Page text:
Happy Monday! The weather here in the foothills of the Southern Sierra-Nevada Mountains remains unseasonably warm. I am quite worried about our fruit trees, they're not getting nearly enough hours of freezing temps to set much fruit AND- they are budding out. In my 27 years living in this region, I have only seen this a few times. It usually ends badly, a late freeze that kills flowers and a long, cold, dry winter.
On the bright side, since I am not expecting much of a harvest, this a GREAT year to heavily prune a few damaged or ill shaped older fruit trees in my garden, like the example above.
|late red flowering peach tree blossoms|
I have taken many cuttings from this heavy pruning session and have bundled them up, labeled them, and have them sitting in a dip n' grow rooting hormone/water mixture overnight. In the morning, I will double check my cuttings to be sure all the cuttings are exposed a bit at the base and cut near nodes which are meristemetic tissue (rapid cell division tissue), a place that will root. Then, I'll prepare a 4x4 area in my garden and DIRECT plant the fruit tree cuttings in a peat moss, perlite, and bark mix which I will keep moist. They should be rooted within 4-6 weeks. I need to get started taking root stock cuttings this week too. I will treat them similarly with rooting hormone, and making certain to plant them in the correct direction (polarity= up/down) I will plant them in a peat moss, perlite mix and grow them out too. Next year, I hope to have strong root stock and scion stock to graft together to get my orchard going.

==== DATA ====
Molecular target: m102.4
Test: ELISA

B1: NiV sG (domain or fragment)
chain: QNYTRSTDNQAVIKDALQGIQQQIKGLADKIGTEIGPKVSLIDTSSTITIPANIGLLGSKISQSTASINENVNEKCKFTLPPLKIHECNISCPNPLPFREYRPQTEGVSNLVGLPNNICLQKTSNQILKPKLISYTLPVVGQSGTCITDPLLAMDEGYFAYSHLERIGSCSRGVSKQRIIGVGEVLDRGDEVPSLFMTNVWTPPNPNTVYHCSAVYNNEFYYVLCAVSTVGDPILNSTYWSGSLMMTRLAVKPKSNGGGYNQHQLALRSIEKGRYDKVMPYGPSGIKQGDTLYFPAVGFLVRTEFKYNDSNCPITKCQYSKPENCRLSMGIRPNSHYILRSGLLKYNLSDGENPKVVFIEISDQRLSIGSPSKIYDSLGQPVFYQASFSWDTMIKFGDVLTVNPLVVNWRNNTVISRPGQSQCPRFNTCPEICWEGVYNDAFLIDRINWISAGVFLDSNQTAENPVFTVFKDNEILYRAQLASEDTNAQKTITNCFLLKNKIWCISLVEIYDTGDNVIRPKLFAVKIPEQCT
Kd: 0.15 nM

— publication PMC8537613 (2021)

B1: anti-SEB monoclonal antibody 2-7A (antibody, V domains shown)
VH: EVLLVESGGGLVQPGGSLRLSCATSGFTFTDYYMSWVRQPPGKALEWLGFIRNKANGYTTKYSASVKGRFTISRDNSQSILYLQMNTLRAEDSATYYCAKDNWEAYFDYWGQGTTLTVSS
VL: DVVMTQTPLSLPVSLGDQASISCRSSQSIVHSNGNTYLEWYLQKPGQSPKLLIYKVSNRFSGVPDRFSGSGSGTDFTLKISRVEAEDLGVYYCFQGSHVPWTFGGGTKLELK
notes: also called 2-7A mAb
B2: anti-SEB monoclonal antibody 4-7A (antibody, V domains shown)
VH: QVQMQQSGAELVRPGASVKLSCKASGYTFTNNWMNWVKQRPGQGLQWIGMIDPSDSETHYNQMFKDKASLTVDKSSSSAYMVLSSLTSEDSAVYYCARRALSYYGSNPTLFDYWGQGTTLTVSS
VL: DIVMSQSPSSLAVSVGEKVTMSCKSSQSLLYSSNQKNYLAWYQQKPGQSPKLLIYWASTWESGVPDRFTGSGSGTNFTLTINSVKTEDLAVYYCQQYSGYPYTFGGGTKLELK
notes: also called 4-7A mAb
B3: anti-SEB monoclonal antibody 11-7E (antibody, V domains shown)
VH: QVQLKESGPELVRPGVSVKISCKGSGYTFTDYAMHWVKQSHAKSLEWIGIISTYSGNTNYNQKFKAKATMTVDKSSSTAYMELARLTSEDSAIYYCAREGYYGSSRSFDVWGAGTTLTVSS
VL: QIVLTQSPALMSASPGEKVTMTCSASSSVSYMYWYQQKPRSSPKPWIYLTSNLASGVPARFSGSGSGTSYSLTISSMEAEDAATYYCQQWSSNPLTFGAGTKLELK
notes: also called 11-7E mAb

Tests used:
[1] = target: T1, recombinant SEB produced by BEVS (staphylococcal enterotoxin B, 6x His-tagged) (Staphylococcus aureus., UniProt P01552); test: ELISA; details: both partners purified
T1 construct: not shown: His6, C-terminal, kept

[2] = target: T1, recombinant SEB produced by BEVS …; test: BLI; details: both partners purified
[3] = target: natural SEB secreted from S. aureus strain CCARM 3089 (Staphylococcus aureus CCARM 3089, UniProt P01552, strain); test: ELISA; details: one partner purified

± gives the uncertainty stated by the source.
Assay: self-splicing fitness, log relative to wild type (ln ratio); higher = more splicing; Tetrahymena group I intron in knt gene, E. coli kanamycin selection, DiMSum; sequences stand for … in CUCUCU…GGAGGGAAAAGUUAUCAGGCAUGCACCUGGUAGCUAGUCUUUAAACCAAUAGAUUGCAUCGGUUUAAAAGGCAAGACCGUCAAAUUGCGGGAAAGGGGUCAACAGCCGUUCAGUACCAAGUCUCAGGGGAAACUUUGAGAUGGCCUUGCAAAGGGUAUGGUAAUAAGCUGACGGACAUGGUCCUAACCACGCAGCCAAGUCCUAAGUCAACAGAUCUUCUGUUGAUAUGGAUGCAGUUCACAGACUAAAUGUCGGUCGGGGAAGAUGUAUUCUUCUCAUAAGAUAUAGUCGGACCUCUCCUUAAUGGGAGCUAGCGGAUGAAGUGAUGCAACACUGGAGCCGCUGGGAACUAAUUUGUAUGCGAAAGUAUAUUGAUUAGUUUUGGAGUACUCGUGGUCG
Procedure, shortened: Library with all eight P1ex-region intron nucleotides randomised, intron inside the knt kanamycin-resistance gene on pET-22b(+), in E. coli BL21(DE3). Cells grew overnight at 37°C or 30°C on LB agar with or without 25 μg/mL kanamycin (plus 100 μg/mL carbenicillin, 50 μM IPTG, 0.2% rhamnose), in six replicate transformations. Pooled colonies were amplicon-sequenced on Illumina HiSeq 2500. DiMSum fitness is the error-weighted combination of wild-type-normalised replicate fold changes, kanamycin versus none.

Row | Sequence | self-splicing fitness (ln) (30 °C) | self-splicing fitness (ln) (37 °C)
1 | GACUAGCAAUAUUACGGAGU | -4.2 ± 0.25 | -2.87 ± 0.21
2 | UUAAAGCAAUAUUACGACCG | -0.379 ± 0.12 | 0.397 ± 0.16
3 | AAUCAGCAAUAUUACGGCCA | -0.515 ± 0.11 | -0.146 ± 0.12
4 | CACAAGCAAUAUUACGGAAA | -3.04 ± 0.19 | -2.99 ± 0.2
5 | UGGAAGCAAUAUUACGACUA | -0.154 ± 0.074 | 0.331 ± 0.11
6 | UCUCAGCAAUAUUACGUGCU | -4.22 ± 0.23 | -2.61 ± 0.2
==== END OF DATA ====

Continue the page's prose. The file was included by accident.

That's what's been going on in my country garden. Please tell us what YOU'VE been doing in YOURS.